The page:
|United States Army Combined Arms Center|
USACAC Shoulder Sleeve Insignia
|Branch||United States Army|
|Role||Provides leadership and supervision for leader development and professional military and civilian education.|
|Part of||16 major schools and centers.|
|Garrison/HQ||Fort Leavenworth, Kansas|
|Motto(s)||"Ad Bellum Pace Parati" (Latin)|
"Prepared in peace for war"
|Lt. Gen. James Rainey|
The U.S. Army Combined Arms Center (USACAC) is located at Fort Leavenworth and provides leadership and supervision for leader development and professional military and civilian education; institutional and collective training; functional training; training support; battle command; doctrine; lessons learned and specified areas the Commanding General, United States Army Training and Doctrine Command (TRADOC) designates in order to serve as a catalyst for change and to support developing relevant and ready expeditionary land formations with campaign qualities in support of the joint force commander.
Components (all based in Fort Leavenworth) are:
Components (based in Fort Rucker) are:
Fort Leavenworth, Kansas is the oldest continuously operating Regular Army installation west of the Mississippi River. This historic post, noted for its campus setting, open green spaces and hometown character, is the home of the US Army's Combined Arms Center (CAC). CAC, as a major subordinate headquarters of the US Army Training and Doctrine Command, has often been referred to as the "Intellectual Center of the Army". It is, in many regards, "home base" for the majority of field grade officers across the Army.
Since 1882, CAC and its predecessor organizations have been engaged in the primary mission of preparing the Army and its leaders for war. At present, this mission is divided between preparing the Army for the Global War on Terrorism and transforming it to meet future threats.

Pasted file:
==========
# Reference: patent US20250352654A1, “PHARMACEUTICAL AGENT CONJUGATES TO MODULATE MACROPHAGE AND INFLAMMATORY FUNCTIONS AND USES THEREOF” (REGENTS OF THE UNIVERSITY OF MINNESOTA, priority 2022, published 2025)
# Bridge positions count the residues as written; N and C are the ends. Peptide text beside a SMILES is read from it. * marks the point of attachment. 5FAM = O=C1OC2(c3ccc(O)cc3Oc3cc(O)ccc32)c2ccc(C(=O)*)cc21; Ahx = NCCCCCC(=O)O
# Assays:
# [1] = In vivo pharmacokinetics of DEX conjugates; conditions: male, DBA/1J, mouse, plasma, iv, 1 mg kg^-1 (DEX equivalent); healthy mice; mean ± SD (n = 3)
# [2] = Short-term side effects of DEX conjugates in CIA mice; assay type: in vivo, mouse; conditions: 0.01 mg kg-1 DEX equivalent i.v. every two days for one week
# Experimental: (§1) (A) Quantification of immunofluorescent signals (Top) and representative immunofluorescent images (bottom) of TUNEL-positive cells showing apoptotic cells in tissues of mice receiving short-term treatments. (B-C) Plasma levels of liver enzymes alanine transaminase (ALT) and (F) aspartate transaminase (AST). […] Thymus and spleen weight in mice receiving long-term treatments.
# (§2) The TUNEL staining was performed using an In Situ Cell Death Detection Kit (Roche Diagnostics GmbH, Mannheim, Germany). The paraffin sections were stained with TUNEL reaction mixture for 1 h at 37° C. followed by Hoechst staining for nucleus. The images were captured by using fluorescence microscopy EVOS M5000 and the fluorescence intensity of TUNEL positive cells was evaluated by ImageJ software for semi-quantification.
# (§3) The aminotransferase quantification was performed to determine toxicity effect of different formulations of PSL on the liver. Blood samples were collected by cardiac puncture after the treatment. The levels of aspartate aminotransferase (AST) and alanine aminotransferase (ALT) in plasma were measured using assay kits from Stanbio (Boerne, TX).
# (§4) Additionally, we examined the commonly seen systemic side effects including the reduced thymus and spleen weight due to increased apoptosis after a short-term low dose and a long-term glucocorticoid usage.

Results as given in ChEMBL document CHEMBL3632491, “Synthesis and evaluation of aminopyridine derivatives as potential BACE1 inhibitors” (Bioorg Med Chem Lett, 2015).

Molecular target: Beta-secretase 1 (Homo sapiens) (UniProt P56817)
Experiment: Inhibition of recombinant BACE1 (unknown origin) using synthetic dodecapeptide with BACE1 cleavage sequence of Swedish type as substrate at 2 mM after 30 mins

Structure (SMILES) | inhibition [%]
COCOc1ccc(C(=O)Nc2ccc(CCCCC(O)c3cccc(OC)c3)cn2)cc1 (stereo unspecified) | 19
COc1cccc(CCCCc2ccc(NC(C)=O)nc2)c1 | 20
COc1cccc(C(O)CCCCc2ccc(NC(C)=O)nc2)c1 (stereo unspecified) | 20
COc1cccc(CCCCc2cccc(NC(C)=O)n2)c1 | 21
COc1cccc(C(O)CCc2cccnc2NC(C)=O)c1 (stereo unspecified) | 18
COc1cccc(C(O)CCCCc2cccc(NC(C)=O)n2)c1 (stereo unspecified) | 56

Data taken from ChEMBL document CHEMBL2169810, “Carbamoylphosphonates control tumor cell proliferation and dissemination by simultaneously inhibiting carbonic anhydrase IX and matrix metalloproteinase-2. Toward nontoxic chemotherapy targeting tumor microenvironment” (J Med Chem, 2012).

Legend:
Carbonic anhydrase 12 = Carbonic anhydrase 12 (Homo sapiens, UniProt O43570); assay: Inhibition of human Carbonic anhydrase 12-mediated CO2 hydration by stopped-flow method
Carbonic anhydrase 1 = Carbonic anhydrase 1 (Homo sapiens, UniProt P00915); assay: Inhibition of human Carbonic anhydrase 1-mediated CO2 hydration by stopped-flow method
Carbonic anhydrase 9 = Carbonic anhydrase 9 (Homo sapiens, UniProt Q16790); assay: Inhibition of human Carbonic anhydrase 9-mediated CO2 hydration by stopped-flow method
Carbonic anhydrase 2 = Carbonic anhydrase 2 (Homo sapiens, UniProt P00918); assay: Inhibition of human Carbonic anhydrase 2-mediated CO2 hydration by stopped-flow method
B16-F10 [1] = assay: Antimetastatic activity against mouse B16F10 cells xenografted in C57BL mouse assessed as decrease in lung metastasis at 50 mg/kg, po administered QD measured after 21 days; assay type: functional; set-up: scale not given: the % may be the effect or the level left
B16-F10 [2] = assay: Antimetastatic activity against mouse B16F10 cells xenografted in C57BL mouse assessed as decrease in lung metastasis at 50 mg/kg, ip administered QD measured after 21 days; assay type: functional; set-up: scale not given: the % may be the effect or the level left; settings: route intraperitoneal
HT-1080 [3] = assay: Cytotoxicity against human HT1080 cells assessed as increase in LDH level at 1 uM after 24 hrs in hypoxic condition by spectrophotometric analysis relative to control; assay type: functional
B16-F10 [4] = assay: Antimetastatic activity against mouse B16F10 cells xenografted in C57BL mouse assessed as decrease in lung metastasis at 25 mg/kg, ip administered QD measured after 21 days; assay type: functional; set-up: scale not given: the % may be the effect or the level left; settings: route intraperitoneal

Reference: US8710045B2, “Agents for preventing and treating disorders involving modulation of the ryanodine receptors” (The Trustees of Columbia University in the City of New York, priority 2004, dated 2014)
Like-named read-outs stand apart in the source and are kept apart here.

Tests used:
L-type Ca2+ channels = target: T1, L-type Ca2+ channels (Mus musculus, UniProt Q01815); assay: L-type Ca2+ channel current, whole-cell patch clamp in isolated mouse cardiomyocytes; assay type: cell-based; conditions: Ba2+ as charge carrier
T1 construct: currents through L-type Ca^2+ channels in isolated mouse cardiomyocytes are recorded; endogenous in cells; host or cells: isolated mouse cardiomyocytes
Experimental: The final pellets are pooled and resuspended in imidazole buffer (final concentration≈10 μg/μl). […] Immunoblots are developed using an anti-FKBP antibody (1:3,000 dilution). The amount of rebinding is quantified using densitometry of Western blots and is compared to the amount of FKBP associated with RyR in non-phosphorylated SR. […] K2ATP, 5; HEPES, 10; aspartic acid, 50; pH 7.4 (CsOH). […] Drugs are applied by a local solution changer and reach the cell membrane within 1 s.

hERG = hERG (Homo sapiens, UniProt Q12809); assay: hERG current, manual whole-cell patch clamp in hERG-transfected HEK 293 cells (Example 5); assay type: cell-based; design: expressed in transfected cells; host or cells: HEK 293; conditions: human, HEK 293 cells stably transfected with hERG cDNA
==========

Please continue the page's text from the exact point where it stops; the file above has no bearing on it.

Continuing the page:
In order to accomplish these critical missions, CAC provides Army-wide leadership and supervision for leader development and professional military and civilian education; institutional and collective training; functional training; training support; battle command; doctrine; lessons learned; and other specified areas that the TRADOC Commander designates. All of these are focused toward making CAC a catalyst for change and to support the development of a relevant and ready ground force to support joint, interagency and multinational operations anywhere in the world.
The Combined Arms Center is organized along four basic levels:
The commander exercises overall responsibility over assigned personnel and subordinate organizations to ensure that assigned missions are accomplished in the most efficient and effective manner possible. The Command Sergeant Major, by tradition, is responsible for the conduct and development of enlisted soldiers and non-commissioned officers across the command.
The CAC Chief of Staff manages and oversees the activities of a coordinating staff and a special staff. The coordinating staff is focused on policy and procedure development for the command; the special staff provides command-wide advice in specialized or technical areas.
Major subordinate organizations carry out the majority of the functions assigned to the CAC commander. In general, each is resourced for and focused on a core function and one or more specified functions.
Schools, centers and specialized activities are spread across the country and are responsible for executing a portion of the CAC mission. In general, each of these organizations is responsible for the training of specific branch skills (such as "Infantry") and serving as the Army's functional expert in that area. In this regard, CAC is an integrator of specialized skills, on one hand, and an executor of common skills, on the other.
Since 1922, the center has published the bimonthly journal Military Review.